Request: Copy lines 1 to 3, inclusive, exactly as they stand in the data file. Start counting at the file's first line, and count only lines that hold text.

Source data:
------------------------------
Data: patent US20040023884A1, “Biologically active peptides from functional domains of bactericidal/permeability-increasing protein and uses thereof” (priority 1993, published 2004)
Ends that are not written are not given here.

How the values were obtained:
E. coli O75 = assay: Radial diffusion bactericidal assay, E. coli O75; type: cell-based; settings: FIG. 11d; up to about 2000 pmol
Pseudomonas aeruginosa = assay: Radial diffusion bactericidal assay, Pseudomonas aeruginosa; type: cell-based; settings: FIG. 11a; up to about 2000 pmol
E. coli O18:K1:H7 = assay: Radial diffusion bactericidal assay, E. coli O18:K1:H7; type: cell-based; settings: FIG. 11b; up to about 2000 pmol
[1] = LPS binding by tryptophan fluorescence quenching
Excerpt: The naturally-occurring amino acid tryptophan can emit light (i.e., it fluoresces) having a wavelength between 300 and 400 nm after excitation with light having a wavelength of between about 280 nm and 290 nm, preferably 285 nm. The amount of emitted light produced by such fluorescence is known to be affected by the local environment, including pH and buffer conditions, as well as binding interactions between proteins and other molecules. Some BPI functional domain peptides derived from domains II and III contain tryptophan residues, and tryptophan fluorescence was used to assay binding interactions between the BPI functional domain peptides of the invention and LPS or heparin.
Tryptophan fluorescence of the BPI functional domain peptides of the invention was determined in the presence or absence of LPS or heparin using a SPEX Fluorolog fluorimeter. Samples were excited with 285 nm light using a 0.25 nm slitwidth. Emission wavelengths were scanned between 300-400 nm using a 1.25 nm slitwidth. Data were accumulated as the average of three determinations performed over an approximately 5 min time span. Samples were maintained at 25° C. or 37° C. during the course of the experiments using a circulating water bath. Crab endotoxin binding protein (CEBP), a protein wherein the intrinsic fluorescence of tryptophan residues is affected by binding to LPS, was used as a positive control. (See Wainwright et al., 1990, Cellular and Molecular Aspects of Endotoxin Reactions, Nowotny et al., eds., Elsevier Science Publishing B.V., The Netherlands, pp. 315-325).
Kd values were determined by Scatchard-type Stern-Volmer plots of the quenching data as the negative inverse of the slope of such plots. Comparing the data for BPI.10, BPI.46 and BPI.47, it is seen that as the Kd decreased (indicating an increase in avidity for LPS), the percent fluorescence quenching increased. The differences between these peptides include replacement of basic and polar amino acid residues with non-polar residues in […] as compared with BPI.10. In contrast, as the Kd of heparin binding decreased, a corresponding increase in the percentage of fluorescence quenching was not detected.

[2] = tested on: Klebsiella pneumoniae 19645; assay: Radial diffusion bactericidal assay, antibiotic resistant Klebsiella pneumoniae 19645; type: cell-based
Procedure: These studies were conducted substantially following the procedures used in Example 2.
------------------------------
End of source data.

Data: patent US20040023884A1, “Biologically active peptides from functional domains of bactericidal/permeability-increasing protein and uses thereof” (priority 1993, published 2004)
Ends that are not written are not given here.

How the values were obtained: